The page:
• Timing classification — Early abrupt vessel closure occurs 30 days after the initial placement, late-state stem thrombosis occurs between 1 and 12 months after the initial placement, and very late abrupt vessel closure occurs after 1 year of the initial placement

Diagnostic Workup & Differential Diagnosis

A provider should first evaluate the patient’s history, focusing on the date of the stent surgery, as most cases occur within the first 30 days of a coronary stent implantation. Later, the individual should also be evaluated through physical examination, electrocardiogram, echocardiogram, and cardiac enzymes.1

Stent Thrombosis vs Restenosis

The most common differential diagnosis is restenosis. While stent thrombosis is an acute occlusion that causes an acute coronary syndrome, restenosis is a slow and progressive process that involves the narrowing of the stent lumen due to the growth of biologically fibrous neointima around the stem, resulting in anginal symptoms.3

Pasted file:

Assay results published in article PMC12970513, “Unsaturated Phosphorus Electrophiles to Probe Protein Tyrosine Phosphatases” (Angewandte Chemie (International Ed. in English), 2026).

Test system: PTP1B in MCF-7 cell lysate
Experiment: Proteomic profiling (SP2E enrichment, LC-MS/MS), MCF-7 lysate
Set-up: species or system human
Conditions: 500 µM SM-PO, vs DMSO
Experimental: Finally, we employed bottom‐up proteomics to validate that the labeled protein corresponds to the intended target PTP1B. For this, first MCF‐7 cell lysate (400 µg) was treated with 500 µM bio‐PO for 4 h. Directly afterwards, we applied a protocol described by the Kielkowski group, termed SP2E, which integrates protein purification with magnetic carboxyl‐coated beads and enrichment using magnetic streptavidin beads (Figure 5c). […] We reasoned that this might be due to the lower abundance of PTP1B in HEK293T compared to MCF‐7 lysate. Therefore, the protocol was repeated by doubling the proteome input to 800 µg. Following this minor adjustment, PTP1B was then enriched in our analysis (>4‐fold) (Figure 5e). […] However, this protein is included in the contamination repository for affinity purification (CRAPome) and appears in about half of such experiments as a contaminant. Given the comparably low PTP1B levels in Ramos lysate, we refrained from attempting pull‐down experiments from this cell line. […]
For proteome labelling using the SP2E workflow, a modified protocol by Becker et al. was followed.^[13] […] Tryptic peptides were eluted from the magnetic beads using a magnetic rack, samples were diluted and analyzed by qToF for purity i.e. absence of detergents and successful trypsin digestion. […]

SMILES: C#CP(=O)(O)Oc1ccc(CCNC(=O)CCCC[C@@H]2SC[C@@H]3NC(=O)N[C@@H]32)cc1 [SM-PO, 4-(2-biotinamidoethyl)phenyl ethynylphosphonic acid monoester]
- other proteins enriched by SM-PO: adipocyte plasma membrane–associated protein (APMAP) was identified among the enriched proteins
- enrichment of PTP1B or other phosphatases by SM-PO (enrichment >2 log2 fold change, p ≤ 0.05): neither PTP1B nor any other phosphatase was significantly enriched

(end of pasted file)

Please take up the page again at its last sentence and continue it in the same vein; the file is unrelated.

Stent Thrombosis Management

Management is based on nonpharmacotherapy and pharmacotherapy. Nonpharmacotherapy may involve aspiration thrombectomy, angioplasty, and additional stent implantation. Pharmacotherapy may involve the optimization of the applied antiplatelet therapy.


When an angina occurs as a consequence of stent thrombosis, the patient immediately needs an aspiration thrombectomy or angioplasty to restore the patency of the occluded vessel.1 In some cases, an additional stent must be placed, although it should be avoided as much as possible since every additional centimeter of stent implantation increases the risk of subsequent abrupt vessel closures.1